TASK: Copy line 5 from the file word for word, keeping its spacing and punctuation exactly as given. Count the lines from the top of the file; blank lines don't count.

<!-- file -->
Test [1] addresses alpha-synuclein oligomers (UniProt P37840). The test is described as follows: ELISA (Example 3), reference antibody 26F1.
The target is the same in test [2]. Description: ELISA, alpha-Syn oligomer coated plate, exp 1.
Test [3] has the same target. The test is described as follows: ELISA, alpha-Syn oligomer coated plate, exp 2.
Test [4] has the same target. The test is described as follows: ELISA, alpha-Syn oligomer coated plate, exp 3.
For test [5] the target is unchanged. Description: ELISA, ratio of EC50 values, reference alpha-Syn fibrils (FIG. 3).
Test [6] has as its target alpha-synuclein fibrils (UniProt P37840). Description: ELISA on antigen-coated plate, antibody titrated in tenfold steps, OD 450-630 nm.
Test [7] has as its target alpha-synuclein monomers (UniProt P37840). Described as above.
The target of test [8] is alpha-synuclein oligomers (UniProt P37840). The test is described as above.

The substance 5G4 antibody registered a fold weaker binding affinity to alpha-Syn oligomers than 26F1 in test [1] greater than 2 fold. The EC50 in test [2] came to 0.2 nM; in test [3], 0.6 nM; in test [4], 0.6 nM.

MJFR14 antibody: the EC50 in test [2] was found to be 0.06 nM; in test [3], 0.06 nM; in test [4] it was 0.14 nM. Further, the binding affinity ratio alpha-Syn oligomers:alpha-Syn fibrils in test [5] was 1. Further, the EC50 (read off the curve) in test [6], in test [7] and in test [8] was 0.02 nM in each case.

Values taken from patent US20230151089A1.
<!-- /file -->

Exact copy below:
For test [5] the target is unchanged. Description: ELISA, ratio of EC50 values, reference alpha-Syn fibrils (FIG. 3).